Wetlands' Revival Attracts Record Number of Ducks

Image courtesy of the News Tribune
If a recent aerial survey of The Wetlands Initiative’s Hennepin-Hopper Lakes is any indication, a multi-year restoration and carp-elimination project has been a rousing success.

Or, as The Wetlands Initiative labeled it on its website this week: “a great duck-cess.”

An aerial waterfowl count that estimated 120,000 on the lake late last week was the best ever, and news of the numbers of those migrating birds attracted Starved Rock Audubon Society chapter member and avid bird watcher John McKee of Ottawa and his wife Cindy to the wetlands south of Hennepin this past weekend.

“It’s just covered with ducks out there,” McKee said earlier this week. “They used to get real high counts but not this high when they first restored (the wetlands).”

The past two years, the draining of the lakes, extermination of common carp and natural refilling of the lakes through springs and seepage has produced amazing water clarity that encouraged growth of plants that brings in the waterfowl. McKee said when the carp population in a backwater is high, the carp keep the water and bottom stirred up in spots where plants otherwise would grow.

Vera Leopold, grants manager at TWI, said common carp tend to uproot plants and prevent their growth. Thriving plants, as well as introduction of wild celery and other native aquatic plants, has helped attract record numbers of ducks so far this fall.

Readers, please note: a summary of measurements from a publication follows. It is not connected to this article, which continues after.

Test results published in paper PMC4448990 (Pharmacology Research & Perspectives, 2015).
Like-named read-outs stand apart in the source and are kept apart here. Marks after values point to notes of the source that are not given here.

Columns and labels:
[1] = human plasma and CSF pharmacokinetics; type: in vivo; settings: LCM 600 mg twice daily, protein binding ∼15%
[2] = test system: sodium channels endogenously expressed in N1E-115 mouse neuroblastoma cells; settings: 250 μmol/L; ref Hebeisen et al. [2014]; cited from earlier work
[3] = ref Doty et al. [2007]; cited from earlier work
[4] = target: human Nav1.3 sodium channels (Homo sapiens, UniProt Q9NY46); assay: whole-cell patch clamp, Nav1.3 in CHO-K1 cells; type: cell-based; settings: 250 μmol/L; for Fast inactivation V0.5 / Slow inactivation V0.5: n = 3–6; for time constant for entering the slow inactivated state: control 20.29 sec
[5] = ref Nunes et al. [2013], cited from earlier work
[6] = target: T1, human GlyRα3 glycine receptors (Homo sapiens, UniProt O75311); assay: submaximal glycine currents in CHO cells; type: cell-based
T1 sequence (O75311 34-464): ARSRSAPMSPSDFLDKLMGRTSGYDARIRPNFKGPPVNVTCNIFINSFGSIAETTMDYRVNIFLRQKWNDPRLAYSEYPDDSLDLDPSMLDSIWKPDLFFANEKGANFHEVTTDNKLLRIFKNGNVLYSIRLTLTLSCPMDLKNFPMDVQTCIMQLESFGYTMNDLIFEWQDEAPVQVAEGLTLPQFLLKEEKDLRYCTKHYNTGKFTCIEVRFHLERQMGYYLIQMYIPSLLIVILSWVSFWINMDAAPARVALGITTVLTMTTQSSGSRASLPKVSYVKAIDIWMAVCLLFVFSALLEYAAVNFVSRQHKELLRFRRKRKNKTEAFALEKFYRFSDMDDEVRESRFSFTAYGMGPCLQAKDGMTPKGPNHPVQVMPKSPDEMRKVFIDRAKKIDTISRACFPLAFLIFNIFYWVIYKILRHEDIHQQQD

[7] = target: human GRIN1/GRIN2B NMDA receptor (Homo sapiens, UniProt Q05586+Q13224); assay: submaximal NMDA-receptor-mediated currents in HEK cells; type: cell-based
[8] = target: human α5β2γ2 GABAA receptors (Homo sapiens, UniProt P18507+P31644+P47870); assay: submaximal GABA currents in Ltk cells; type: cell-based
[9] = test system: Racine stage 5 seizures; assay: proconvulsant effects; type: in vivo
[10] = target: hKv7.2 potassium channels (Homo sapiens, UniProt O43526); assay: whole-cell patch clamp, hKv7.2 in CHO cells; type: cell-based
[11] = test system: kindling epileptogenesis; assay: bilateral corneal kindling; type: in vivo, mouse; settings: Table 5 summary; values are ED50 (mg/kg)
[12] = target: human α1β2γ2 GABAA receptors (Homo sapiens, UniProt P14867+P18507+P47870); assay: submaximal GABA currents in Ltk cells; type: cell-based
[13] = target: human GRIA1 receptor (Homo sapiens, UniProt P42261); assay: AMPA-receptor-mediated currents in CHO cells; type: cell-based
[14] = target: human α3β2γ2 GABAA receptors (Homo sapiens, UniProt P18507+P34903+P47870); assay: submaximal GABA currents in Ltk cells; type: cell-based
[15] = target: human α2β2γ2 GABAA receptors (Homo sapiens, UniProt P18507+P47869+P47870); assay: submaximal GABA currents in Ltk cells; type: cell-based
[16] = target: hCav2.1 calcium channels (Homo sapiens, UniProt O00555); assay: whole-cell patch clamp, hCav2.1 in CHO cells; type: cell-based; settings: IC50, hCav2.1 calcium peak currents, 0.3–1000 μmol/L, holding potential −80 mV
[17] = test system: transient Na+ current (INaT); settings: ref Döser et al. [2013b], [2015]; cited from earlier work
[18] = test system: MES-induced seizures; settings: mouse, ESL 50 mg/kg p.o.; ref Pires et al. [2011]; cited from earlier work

“The years when the duck numbers were really low was when the invasive common carp were (very plentiful),” Leopold said.

During their visit, McKee said, he and his wife personally saw redheads, pintails, gadwall, ring-necked ducks, wigeon, a ruddy duck, shovelers, canvasbacks and, of course, lots of coots and mallards.

“Numbers of migratory waterfowl visiting the Wetlands Initiative’s Dixon Waterfowl Refuge at Hennepin & Hopper Lakes this fall are on track to be the highest ever recorded,” a Wetlands Initiative article read. “An aerial survey conducted by the Illinois Natural History Survey on Oct. 28 found nearly 70,000 ducks present that day, in addition to more than 46,000 American Coots.”

The Wetlands news item continues: “The 2013 fall migration has already exceeded our previous records for some individual species counts. Single-day counts for ruddy duck, gadwall, green-winged teal, blue-winged teal, and northern pintail are higher than they’ve ever been since the first year of restoration in 2002. The number of coots, a great indicator species for healthy lake vegetation, is more than twice that of the next best year.”

“It looks like we’ve hit a home run,” said TWI senior ecologist Gary Sullivan. “If these numbers hold up, 2013 will be the best waterfowl year at Hennepin and Hopper ever.”

Leopold noted no hunting is allowed at the refuge. Also, no fishing will be allowed until most likely 2015, so the fishery can have time to recover.

She said in addition to record-breaking daily duck counts, the stocked fish, even endangered or threatened species such as star-headed topminnow, are faring quite well, too.

“We’re really happy and excited about the way the lakes are recovering. They’re doing even better than we had hoped,” Leopold said.

Source: News Tribune